A Ruby client library for Redis.
A Ruby client that tries to match Redis' API one-to-one, while still providing an idiomatic interface. It features thread-safety, client-side sharding, pipelining, and an obsession for performance.
Upgrading from 2.x to 3.0
Please refer to the CHANGELOG for a summary of the most important changes, as well as a full list of changes.
As of version 2.0 this client only targets Redis version 2.0 and higher. You can use an older version of this client if you need to interface with a Redis instance older than 2.0, but this is no longer supported.
You can connect to Redis by instantiating the
require "redis" redis = Redis.new
This assumes Redis was started with a default configuration, and is
localhost, port 6379. If you need to connect to a remote
server or a different port, try:
redis = Redis.new(:host => "10.0.1.1", :port => 6380, :db => 15)
You can also specify connection options as an URL:
redis = Redis.new(:url => "redis://:email@example.com:6380/15")
By default, the client will try to read the
REDIS_URL environment variable
and use that as URL to connect to. The above statement is therefore equivalent
to setting this environment variable and calling
Redis.new without arguments.
To connect to Redis listening on a Unix socket, try:
redis = Redis.new(:path => "/tmp/redis.sock")
To connect to a password protected Redis instance, use:
redis = Redis.new(:password => "mysecret")
The Redis class exports methods that are named identical to the commands
they execute. The arguments these methods accept are often identical to
the arguments specified on the Redis website. For
GET commands can be called like this:
redis.set("mykey", "hello world") # => "OK" redis.get("mykey") # => "hello world"
All commands, their arguments and return values are documented, and available on rdoc.info.
Redis only stores strings as values. If you want to store an object, you can use a serialization mechanism such as JSON:
require "json" redis.set "foo", [1, 2, 3].to_json # => OK JSON.parse(redis.get("foo")) # => [1, 2, 3]
When multiple commands are executed sequentially, but are not dependent, the calls can be pipelined. This means that the client doesn't wait for reply of the first command before sending the next command. The advantage is that multiple commands are sent at once, resulting in faster overall execution.
The client can be instructed to pipeline commands by using the
#pipelined method. After the block is executed, the client sends all
commands to Redis and gathers their replies. These replies are returned
redis.pipelined do redis.set "foo", "bar" redis.incr "baz" end # => ["OK", 1]
Executing commands atomically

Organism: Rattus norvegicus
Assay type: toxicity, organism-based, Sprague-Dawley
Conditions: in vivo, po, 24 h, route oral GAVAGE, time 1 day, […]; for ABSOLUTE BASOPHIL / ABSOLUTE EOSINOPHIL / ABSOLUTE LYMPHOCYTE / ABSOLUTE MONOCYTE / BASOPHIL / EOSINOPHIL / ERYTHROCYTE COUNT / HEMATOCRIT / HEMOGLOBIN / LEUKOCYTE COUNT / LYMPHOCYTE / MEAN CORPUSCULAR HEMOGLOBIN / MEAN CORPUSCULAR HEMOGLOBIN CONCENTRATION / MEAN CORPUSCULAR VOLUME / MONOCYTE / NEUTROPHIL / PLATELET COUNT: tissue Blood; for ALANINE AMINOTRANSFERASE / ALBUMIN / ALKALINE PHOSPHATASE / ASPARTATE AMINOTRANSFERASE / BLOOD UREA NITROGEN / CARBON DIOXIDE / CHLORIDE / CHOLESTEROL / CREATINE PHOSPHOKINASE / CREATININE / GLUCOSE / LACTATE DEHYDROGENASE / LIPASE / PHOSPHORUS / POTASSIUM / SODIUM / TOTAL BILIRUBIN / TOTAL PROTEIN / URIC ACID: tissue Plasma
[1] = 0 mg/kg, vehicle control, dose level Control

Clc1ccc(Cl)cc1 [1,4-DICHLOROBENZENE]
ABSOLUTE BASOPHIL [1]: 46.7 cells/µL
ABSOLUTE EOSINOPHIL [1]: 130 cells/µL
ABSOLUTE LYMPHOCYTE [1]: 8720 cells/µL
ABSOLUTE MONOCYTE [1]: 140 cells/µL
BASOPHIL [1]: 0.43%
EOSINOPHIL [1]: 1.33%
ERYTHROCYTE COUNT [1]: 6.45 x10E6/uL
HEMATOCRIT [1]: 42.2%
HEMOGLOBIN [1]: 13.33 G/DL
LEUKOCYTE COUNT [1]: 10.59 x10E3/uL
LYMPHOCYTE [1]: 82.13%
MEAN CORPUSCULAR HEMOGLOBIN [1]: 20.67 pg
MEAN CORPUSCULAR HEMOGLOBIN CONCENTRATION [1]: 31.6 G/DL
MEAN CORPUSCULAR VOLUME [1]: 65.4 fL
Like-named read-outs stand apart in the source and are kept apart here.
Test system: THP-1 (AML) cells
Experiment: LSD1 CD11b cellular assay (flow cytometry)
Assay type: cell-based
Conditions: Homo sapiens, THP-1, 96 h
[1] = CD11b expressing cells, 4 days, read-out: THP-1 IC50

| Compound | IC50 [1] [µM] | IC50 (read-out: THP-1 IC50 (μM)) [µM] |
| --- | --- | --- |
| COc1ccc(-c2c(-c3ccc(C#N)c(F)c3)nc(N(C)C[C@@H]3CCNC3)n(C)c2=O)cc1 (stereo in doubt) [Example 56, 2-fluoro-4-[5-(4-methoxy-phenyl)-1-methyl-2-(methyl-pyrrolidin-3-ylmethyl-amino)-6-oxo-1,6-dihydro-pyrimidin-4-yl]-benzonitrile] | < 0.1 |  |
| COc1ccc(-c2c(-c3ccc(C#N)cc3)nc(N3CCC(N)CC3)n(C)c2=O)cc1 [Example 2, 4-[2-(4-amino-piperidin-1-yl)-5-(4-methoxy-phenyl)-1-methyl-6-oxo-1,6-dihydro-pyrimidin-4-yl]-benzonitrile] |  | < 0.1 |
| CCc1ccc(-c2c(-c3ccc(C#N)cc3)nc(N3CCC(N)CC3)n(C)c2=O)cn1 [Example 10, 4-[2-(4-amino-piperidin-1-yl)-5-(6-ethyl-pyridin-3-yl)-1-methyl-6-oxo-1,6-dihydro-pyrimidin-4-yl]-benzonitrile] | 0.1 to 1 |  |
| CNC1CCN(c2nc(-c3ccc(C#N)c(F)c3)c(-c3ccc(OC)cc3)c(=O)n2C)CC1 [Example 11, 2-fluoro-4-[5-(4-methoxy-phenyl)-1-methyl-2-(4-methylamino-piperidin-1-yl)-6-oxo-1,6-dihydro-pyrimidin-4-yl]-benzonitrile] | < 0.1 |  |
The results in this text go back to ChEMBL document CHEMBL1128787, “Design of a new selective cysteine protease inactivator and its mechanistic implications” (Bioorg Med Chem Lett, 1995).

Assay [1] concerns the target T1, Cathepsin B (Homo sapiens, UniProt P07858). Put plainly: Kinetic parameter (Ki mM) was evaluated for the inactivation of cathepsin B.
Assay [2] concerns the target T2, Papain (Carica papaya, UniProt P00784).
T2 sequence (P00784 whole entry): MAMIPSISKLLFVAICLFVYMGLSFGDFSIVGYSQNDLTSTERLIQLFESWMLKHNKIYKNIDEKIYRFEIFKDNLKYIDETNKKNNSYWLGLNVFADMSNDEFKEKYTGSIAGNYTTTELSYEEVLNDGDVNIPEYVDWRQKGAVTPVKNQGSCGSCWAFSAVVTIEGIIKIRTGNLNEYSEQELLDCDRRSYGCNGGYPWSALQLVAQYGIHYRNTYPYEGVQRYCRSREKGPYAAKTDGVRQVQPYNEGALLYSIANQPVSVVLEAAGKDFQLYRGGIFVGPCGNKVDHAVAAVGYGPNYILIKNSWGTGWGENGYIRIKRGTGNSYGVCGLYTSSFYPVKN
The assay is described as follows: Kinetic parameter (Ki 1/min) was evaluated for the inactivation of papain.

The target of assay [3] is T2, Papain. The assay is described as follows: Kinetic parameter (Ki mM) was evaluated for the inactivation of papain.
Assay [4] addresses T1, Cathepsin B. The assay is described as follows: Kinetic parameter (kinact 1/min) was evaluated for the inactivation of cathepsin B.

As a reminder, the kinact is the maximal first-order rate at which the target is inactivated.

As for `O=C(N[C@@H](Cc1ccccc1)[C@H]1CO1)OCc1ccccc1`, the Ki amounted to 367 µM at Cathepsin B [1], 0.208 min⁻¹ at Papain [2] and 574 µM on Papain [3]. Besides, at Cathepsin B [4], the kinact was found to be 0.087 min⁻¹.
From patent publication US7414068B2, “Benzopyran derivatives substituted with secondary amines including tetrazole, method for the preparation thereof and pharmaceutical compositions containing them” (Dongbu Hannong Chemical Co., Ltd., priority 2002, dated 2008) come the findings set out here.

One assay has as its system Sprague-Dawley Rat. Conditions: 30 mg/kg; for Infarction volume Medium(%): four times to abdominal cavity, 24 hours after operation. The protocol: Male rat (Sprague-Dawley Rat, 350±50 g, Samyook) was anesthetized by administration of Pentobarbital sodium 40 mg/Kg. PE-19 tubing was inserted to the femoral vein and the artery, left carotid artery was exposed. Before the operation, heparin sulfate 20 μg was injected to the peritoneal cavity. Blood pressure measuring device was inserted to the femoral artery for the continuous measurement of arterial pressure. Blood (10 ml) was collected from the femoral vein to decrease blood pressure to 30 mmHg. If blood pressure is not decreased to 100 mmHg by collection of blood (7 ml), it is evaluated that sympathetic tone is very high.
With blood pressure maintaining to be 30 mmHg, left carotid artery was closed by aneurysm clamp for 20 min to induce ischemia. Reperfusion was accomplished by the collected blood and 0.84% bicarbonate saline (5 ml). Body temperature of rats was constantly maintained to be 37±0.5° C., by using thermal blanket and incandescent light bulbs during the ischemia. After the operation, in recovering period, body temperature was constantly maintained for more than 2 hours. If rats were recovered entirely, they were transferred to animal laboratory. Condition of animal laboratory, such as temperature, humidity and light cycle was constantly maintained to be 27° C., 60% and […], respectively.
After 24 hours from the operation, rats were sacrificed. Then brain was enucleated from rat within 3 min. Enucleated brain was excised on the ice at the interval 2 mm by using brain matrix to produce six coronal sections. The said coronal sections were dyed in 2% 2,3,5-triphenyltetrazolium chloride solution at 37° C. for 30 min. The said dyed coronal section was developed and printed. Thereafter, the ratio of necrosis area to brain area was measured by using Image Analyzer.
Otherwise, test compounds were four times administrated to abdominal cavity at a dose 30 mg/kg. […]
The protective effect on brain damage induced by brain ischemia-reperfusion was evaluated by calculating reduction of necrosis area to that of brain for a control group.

You can use
MULTI/EXEC to run a number of commands in an atomic
fashion. This is similar to executing a pipeline, but the commands are
preceded by a call to
MULTI, and followed by a call to
the regular pipeline, the replies to the commands are returned by the
redis.multi do redis.set "foo", "bar" redis.incr "baz" end # => ["OK", 1]
Replies to commands in a pipeline can be accessed via the futures they
emit (since redis-rb 3.0). All calls inside a pipeline block return a
Future object, which responds to the
#value method. When the
pipeline has succesfully executed, all futures are assigned their
respective replies and can be used.
redis.pipelined do @set = redis.set "foo", "bar" @incr = redis.incr "baz" end @set.value # => "OK" @incr.value # => 1
inherit_socket: true: disable safety check that prevents a forked child from sharing a socket with its parent; this is potentially useful in order to mitigate connection churn when:
- many short-lived forked children of one process need to talk to redis, AND
- your own code prevents the parent process from using the redis connection while a child is alive
Improper use of
inherit_socketwill result in corrupted and/or incorrect responses.
By default, redis-rb uses Ruby's socket library to talk with Redis. To use an alternative connection driver it should be specified as option when instantiating the client object. These instructions are only valid for redis-rb 3.0. For instructions on how to use alternate drivers from redis-rb 2.2, please refer to an older README.
The hiredis driver uses the connection facility of hiredis-rb. In turn, hiredis-rb is a binding to the official hiredis client library. It optimizes for speed, at the cost of portability. Because it is a C extension, JRuby is not supported (by default).
It is best to use hiredis when you have large replies (for example:
ZRANGE, etc.) and/or use big pipelines.
In your Gemfile, include hiredis:
gem "redis", "~> 3.0.1" gem "hiredis", "~> 0.4.5"
When instantiating the client object, specify hiredis:
redis = Redis.new(:driver => :hiredis)
The synchrony driver adds support for em-synchrony. This makes redis-rb work with EventMachine's asynchronous I/O, while not changing the exposed API. The hiredis gem needs to be available as well, because the synchrony driver uses hiredis for parsing the Redis protocol.
In your Gemfile, include em-synchrony and hiredis:
gem "redis", "~> 3.0.1" gem "hiredis", "~> 0.4.5" gem "em-synchrony"
When instantiating the client object, specify synchrony:
redis = Redis.new(:driver => :synchrony)
This library is tested using Travis, where it is tested against the following interpreters and drivers:
- MRI 1.8.7 (drivers: ruby, hiredis)
- MRI 1.9.2 (drivers: ruby, hiredis, synchrony)
- MRI 1.9.3 (drivers: ruby, hiredis, synchrony)
- MRI 2.0.0 (drivers: ruby, hiredis, synchrony)
- JRuby 1.7 (1.8 mode) (drivers: ruby)
- JRuby 1.7 (1.9 mode) (drivers: ruby)
(ordered chronologically with more than 5 commits, see
git shortlog -sn for
- Ezra Zygmuntowicz
- Taylor Weibley
- Matthew Clark
- Brian McKinney
- Luca Guidi
- Salvatore Sanfillipo
- Chris Wanstrath
- Damian Janowski
- Michel Martens
- Nick Quaranto
- Pieter Noordhuis
- Ilya Grigorik
Fork the project and send pull
requests. You can also ask for help at
#redis-rb on Freenode.